- Enstatite achondrite – a meteorite that is mostly composed of enstatite. Usually part of the aubrite group.
- Enstatite chondrite – a rare form of meteorite thought to comprise only 2% of chondrites.
- Fall – a meteorite that was seen while it fell to Earth and found.
- Find – a meteorite that was found without seeing it fall.
- Fossil meteorite – a meteorite that was buried under layers of sediment before the start of the Quaternary period. Some or all of the original cosmic material has been replaced by diagenetic minerals.: 320 (It is, however, not a fossil).
- Fusion crust – a coating on meteorites that forms during their passage through the atmosphere.
- Hammer Stone – a specific individual meteorite that has hit either a human, man-made object, and/or an animal.
- HED – abbreviation for three basaltic achondrite groups howardite, eucrite and diogenite.
- HED meteorite – a clan of basaltic achondrites.
- Hexahedrite – a structural class of iron meteorites having a relatively low nickel content
- Hunter – a person who searches for meteorites.
- Impact breccia – rock composed of fragments of terrestrial, extraterrestrial or mixed origin fused by the energy of impact
- Impactite – informal term for a terrestrial rock resulting from the shocking impact of a meteor.
- Iron–nickel alloy – an alternative expression for meteoric iron.
- Iron meteorite – a meteorite that is mainly composed of meteoric iron.
- Kakangari chondrite – a group of chondrite meteorites.
- Kamacite – a native metal (mineral) found in meteorites.
- Lodranite – member of a small group of primitive achondrites thought to derive from deeper within the same parent body as acapulcoites
- Lunaite – a meteorite that originated from the moon (synonym of Lunar meteorite). Compare Category:Meteorites found on bodies other than Earth.
- Lunar meteorite – a meteorite that originated from the Moon (synonym of Lunaite). Compare Category:Meteorites found on bodies other than Earth.
- Main group pallasite – a pallasite belonging to the main group.
- Main mass – the largest/heaviest piece of a fragmented meteorite, typically found in a strewn field.
- Magmatic meteorite
- Martian meteorite – a meteorite that originated from Mars. Compare Category:Meteorites found on bodies other than Earth.
- Maskelynite – a natural glass found in meteorites.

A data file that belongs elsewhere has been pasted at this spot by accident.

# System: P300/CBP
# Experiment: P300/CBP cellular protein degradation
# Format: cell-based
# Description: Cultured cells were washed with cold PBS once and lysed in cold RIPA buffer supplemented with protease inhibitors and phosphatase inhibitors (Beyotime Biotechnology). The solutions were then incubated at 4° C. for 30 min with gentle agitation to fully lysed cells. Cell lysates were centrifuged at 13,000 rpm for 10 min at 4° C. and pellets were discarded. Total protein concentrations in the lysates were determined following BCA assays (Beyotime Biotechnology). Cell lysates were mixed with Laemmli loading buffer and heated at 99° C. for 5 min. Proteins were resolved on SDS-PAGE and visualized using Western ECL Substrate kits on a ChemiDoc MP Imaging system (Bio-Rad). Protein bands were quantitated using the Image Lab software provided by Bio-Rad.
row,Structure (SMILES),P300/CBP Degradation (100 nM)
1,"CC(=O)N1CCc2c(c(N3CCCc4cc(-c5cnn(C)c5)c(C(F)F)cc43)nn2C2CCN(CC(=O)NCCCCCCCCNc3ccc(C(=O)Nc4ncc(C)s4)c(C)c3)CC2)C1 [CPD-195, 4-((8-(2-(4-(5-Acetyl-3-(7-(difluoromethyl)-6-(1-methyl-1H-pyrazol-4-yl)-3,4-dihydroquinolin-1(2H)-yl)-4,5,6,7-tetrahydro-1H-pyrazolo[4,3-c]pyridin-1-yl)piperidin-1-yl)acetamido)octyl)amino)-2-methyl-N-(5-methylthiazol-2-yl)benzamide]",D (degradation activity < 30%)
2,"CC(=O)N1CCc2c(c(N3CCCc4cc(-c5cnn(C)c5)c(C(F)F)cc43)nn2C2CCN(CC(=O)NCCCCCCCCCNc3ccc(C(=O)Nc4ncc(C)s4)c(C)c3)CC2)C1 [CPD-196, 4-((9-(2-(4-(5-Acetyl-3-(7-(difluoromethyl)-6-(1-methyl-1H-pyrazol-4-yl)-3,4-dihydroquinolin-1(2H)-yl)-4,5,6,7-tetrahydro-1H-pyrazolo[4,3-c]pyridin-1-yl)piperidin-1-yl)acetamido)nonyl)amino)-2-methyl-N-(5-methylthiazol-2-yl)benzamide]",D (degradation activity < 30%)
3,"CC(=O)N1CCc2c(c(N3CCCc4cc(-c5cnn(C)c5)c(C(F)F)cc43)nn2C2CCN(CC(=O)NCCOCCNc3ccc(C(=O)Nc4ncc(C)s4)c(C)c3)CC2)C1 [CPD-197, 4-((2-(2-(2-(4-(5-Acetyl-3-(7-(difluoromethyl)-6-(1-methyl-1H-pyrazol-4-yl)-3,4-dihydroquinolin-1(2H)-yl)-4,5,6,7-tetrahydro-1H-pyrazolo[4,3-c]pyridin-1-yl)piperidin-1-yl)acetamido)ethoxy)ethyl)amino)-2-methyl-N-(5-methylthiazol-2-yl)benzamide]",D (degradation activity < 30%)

- Matrix – the mineral assemblage surrounding chondrules.
- Mesosiderite – a grouping of stony-iron meteorite that are breccias.
- Meteoric iron – a native metal found in meteorites and a mixture of different mineral phases. Compare telluric iron.
- Meteorite Observation and Recovery Program – a scientific program that was centered in Canada.
- Meteoriticist – a scientist working on meteorites, meteors, and meteoroids.
- Meteoritics – the science of meteorites, meteors, and meteoroids.
- MORP – abbreviation for Meteorite Observation and Recovery Program.
- Micrometeorite – microscopic meteorites derived from Cosmic dust.
- Nakhlite – a group of Martian meteorites
- Neumann lines (or Neumann bands) – a pattern of fine parallel lines seen in some iron meteorites, thought to be due to impact events on the parent body
- Nonmagmatic meteorite – (deprecated) iron meteorites that were thought to have not formed by igneous processes.
- O – usually refers to ordinary chondrite
- Observed fall – a meteorite that was seen when it fell to Earth.
- Octahedrite – the most common structural class of iron meteorites.
- Ordinary chondrite – a chondrite meteorite, where 'ordinary' means that it is the most common found
- PAC – abbreviation for primitive achondrite.
- Pallasite – a class of stony–iron meteorite.
- Panspermia – the hypothesis that life could reach other planets by the means of meteorites and/or comets.
- Parent body – the celestial body from which originates a meteorite or a class of meteorites.
- Petrologic type – a classification scheme that expresses the degree to which a meteorite has been affected by the secondary processes of thermal metamorphism and aqueous alteration on the parent asteroid.
- Pitts grouplet – a grouplet of meteorites that is part of the IAB meteorites.
- Planetary achondrite – an achondrite that was differentiated on a planet and not a planetesimal or asteroid (See asteroidal achondrite).
- Plessite – a fine grained intergrowth found in meteoric iron consisting of kamacite, taenite and tetrataenite lamella.
- Presolar grains – interstellar solid matter in the form of tiny solid grains from a time before the Sun was formed.
- Primitive meteorite
- Primitive achondrite – a meteorite that has similarities to achondrites and chondrites.